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Six critical questions for DNA repair enzymes in skincare products: a review in dialog

Authors Yarosh DB, Rosenthal A, Moy R

Received 25 June 2019

Accepted for publication 13 August 2019

Published 29 August 2019 Volume 2019:12 Pages 617—624

DOI https://doi.org/10.2147/CCID.S220741

Checked for plagiarism Yes

Review by Single anonymous peer review

Peer reviewer comments 3

Editor who approved publication: Dr Jeffrey Weinberg


Daniel B Yarosh,1 Amanda Rosenthal,2,3 Ronald Moy3

1Daniel B Yarosh Inc., Merrick, NY, USA; 2Department of Dermatology and Cutaneous Surgery, University of Miami, Miami, FL, USA; 3Research Department, Moy-Fincher-Chipps Facial Plastics/Dermatology, Beverly Hills, CA, USA

Correspondence: Daniel B Yarosh
Daniel B Yarosh Inc., 2915 Shore Drive, Merrick, NY 11566, USA
Tel +1 516 510 7100
Email dyarosh@danyarosh.com

Abstract: Concerns over existing sunscreen filters have reinforced the need to examine supplemental sun protection or repair of sun damage. Technology to enhance DNA repair has been available in skincare and sunscreen products for several decades, but skepticism and lack of familiarity with the supporting data remain prevalent. Here, we address six of the main questions raised by medical professionals regarding the efficacy of DNA repair enzymes in sun protection. These include the mode of delivery and mechanism of action, the effect on cellular responses and the amelioration of pre-cancers, cancers and photoaging. The conclusions are that topical DNA repair enzymes do enhance removal of DNA damage and reduce the appearance of new actinic keratoses as well as increase regression of existing lesions. Support for prevention of photoaging and skin cancer is significant but could be strengthened or disproven with additional research.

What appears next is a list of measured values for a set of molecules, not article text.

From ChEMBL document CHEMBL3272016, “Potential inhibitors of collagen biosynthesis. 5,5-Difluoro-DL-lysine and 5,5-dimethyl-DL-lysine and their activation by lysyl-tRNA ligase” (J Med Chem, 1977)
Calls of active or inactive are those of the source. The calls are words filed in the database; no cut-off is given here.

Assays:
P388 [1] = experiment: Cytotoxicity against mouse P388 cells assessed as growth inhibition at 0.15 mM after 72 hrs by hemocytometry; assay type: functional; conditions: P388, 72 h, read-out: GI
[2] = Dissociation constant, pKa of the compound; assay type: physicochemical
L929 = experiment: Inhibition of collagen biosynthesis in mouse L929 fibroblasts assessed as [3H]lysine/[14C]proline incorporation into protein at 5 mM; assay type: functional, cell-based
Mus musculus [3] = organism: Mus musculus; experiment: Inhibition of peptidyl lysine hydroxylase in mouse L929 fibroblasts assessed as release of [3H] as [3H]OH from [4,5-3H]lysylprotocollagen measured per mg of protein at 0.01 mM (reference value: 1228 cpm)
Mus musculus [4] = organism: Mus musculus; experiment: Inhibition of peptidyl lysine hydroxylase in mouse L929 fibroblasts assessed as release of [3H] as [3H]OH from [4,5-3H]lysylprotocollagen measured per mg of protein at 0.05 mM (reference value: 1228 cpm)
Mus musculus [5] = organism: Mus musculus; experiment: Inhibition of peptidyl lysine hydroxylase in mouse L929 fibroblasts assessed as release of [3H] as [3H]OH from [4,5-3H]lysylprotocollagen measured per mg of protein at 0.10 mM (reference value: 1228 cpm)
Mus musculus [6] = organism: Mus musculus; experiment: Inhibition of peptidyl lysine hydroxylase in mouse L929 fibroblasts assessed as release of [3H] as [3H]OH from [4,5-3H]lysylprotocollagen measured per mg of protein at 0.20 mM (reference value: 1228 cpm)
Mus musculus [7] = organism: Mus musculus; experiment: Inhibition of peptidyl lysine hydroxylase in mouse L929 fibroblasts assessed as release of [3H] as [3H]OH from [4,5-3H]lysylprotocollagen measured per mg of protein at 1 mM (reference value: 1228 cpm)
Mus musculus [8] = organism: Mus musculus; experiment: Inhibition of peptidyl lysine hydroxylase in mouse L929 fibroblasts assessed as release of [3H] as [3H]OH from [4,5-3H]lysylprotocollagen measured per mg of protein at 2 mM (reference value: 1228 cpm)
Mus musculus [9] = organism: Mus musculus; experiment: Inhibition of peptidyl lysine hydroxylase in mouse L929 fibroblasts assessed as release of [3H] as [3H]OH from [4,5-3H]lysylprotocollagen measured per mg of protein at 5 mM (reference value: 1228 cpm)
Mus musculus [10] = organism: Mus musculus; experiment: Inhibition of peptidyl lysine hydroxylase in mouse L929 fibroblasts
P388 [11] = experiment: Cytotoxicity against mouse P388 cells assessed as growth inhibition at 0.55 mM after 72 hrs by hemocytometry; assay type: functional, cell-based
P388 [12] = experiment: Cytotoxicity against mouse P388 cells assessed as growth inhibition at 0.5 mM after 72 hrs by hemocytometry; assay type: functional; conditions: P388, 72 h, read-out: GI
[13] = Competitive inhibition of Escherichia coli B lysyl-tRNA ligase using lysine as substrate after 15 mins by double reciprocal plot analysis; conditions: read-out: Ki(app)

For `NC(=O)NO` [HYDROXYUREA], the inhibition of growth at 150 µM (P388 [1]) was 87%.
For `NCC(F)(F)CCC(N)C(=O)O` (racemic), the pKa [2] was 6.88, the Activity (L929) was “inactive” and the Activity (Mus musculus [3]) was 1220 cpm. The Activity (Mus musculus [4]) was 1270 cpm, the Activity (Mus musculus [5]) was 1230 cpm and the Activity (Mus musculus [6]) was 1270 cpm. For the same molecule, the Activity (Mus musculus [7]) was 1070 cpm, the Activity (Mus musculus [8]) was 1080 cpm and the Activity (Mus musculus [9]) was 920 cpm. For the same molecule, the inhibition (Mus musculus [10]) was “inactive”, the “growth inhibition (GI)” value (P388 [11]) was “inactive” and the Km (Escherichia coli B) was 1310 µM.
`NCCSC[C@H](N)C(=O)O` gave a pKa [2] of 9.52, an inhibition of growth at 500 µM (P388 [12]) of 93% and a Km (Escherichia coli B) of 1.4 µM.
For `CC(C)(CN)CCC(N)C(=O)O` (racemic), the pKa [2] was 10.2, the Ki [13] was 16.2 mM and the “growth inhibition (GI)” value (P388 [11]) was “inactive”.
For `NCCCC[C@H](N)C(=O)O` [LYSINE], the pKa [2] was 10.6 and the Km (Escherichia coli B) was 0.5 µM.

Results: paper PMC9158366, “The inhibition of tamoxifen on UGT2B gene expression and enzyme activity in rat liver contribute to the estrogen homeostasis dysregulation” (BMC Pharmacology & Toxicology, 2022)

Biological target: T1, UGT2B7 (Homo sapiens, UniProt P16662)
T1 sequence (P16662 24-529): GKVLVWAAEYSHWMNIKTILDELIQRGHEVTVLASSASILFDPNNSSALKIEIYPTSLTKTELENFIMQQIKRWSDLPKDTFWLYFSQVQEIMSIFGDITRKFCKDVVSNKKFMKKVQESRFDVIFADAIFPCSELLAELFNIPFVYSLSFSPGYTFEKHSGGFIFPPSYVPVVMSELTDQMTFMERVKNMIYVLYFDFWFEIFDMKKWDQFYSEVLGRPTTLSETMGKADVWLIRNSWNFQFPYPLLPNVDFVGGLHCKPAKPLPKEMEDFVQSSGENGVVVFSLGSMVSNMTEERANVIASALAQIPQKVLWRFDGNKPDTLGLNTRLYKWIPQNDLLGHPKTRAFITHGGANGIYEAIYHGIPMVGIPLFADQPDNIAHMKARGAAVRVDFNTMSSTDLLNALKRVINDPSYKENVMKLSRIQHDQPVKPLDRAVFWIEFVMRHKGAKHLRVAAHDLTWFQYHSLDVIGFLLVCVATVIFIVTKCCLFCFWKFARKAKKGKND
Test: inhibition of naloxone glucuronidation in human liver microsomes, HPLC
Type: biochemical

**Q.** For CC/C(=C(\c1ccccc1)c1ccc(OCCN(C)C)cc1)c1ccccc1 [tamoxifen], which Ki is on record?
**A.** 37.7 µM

Keywords: DNA repair, skin cancer, T4 endonuclease V, photolyase, UV endonuclease, actinic keratosis
 

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